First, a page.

Hands-On With The New iPod Nano

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Ready for iPod Nano Round Six? Because, as of Apple’s media event this morning, it’s a reality — and it’s completely different from every Nano that came before it.

We spent some time with the new Nano this afternoon. Want to get inside our heads on the matter? Join me after the jump for my first impressions on this lil’ guy.

The Good:

  • The old, antiquated iPod OS (Pixo) used on all of the old Nanos? Gone. I’m not sure if this is iOS — Apple said it wasn’t, but we think that might be a branding thing (it lacks the App Store) — but it sure as hell looks like it. And man, is it smooth.
  • Getting around is ridiculously easy. For the most part, it’s almost identical to getting around iOS on an iPhone, with one major change: there’s no home button. To get back to the homescreen, just tap-and-hold any on screen area where there aren’t any buttons or other interactive doodads.
  • I won’t call it pretty, but I will say that looks like something out of the friggin’ future. It’s essentially an edge to edge touchscreen display, with the smallest of bezels holding it all together.
  • It’s small. Really, really small. I’ve never seen a touchscreen on such a small device (at least, not one of this quality.)

The Bad:

  • Multi-touch seems a bit.. showy, right now. The screen is too small for a keyboard, and there’s no WiFi or 3G, so no browser or Google Maps. As a result, multi-touch is primarily used to flip the homescreen around to face whichever direction is most suitable for the current situation, and to zoom into pictures.
  • Again, due to no 3G/WiFi, there’s no App Store. If this thing really is running some form of iOS (and again, it really seems like it is), I wouldn’t be surprised to see it get third party apps (be it via jailbreak or some official means) before too long. I can’t think of many apps I’d want to see on the Nano — but hey, I never would have guessed that there’d be 250,000 apps built for the iPhone/iPad, either.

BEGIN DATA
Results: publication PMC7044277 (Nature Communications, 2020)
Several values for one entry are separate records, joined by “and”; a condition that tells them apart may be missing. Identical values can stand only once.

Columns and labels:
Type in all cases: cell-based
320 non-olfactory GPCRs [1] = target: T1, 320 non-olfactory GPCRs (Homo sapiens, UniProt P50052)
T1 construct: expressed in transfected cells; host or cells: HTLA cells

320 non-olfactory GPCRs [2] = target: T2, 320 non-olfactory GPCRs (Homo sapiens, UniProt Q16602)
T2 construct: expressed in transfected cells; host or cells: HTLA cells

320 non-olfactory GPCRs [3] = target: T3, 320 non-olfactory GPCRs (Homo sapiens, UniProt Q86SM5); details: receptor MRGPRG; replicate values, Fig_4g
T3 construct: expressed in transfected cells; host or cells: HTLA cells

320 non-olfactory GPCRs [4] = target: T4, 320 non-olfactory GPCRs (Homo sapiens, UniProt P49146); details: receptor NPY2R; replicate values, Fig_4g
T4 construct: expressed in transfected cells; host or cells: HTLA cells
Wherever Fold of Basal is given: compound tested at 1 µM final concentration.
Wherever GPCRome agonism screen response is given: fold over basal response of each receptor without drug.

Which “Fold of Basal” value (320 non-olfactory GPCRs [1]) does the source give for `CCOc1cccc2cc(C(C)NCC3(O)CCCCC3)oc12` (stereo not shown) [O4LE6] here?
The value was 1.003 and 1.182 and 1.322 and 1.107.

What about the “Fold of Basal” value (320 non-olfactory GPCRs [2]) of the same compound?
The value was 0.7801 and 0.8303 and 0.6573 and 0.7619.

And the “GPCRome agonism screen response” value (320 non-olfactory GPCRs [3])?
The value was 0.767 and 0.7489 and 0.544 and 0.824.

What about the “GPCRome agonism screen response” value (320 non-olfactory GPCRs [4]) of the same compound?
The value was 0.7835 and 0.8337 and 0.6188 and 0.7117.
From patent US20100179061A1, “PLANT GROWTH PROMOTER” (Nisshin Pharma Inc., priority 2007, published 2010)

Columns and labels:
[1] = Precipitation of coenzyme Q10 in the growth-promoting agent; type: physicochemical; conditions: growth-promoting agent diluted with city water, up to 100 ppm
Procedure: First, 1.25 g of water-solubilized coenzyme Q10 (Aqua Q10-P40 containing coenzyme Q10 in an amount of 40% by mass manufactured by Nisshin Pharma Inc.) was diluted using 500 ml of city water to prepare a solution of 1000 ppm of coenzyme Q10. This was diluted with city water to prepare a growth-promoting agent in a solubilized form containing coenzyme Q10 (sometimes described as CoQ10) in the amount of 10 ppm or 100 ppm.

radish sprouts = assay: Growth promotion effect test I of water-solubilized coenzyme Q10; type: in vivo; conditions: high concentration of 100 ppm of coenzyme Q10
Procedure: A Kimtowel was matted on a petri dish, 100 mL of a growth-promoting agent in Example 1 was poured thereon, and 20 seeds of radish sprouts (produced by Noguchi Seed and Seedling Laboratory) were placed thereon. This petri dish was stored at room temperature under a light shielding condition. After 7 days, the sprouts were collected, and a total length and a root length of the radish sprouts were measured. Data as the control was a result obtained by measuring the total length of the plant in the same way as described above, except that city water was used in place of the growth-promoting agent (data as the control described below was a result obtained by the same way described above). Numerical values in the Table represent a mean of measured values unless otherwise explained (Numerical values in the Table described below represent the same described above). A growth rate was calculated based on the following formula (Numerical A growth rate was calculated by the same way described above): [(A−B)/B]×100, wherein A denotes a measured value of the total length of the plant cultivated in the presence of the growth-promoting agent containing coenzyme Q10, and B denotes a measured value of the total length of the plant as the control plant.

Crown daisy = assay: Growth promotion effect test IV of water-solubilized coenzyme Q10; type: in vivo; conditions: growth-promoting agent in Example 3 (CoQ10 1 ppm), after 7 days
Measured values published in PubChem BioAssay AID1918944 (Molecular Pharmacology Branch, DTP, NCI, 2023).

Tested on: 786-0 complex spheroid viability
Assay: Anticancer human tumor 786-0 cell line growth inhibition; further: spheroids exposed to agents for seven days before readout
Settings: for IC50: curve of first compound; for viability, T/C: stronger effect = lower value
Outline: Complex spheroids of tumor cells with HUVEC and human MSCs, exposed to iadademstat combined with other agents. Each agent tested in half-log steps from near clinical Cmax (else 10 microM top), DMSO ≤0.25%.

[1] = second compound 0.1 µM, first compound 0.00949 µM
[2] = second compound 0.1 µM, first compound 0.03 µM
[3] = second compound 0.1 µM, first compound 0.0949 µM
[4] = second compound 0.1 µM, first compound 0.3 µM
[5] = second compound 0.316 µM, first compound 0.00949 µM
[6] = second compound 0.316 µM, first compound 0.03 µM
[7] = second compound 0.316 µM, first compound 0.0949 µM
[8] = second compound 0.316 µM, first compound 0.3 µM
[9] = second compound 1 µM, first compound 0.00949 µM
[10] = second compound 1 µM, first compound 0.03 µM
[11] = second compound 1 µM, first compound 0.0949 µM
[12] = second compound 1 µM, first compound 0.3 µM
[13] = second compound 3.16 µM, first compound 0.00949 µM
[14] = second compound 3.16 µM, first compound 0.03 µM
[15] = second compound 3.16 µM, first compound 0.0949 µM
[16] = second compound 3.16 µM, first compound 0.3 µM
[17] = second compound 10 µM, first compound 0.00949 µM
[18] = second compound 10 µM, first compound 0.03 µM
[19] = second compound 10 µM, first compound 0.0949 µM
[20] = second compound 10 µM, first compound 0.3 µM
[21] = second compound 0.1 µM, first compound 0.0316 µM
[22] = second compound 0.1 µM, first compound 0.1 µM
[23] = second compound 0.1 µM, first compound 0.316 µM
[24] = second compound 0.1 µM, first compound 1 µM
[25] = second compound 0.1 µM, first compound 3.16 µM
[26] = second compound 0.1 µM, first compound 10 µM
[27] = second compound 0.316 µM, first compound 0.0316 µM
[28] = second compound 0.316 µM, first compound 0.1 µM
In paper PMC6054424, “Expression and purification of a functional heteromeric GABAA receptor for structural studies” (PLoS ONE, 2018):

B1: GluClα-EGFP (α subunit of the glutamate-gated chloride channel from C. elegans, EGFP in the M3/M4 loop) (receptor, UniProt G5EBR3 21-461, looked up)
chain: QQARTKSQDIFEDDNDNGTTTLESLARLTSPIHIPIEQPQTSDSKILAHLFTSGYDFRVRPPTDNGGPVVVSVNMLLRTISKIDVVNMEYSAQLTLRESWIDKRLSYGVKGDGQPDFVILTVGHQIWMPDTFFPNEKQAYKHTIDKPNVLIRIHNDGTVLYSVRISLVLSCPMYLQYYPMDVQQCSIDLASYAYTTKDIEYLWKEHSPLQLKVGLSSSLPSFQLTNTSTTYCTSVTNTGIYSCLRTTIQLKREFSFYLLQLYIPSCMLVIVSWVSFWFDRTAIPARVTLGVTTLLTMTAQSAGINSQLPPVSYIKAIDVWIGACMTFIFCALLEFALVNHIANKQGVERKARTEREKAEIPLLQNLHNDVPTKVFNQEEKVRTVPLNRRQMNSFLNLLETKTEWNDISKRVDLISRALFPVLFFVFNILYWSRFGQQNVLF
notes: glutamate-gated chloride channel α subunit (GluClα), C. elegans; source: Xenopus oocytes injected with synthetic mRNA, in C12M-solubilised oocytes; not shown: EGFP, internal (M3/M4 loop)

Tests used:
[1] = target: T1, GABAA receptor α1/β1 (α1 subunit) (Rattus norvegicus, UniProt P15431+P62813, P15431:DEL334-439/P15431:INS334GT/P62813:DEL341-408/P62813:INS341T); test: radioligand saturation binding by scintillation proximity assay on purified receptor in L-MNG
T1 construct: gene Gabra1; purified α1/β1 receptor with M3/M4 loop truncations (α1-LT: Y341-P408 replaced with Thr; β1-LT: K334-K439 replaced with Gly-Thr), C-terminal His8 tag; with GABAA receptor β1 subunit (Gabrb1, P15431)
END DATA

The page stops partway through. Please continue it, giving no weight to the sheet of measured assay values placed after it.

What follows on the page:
• It’s small. Really, really small. Perhaps I’m crazy or I’ve just got oafish hands, but there was at least a few times during my hands-on that I thought “Erk, this is sort of hard to hold.”

The Ugly:

  • No Video playback. Ditching the camera was one thing; it takes up space, and costs money. But ditching video playback? That’s a bummer. Sure, watching video on that lil’ square screen might be hell on the eyes — but if the capability is almost certainly there, why strip it out?

The Neutral:

  • No camera. The camera was almost certainly ditched for cost reasons (touchscreens are expensive, you know), but it’s sad to see the camera get pulled from the Nano line after just having been introduced in the last generation.

Conclusion:

Will these things sell like hotcakes? Absolutely. Would I buy one? Nah. The only use I have for a small MP3 player like this is for running, and the combination of sweat and a tiny touchscreen don’t seem like a good one. Based off my brief time with it, I’d wholeheartedly recommend it for the same audience I’d have recommended the Nano for: people who want a really great, reasonably flashy MP3 player, but don’t need the expandable frills of an iPod Touch.

If you want something primarily for exercise, buy a Shuffle. If you want Apps, browsing, e-mail, etc., buy a Touch. Want something in between? Check this one out.

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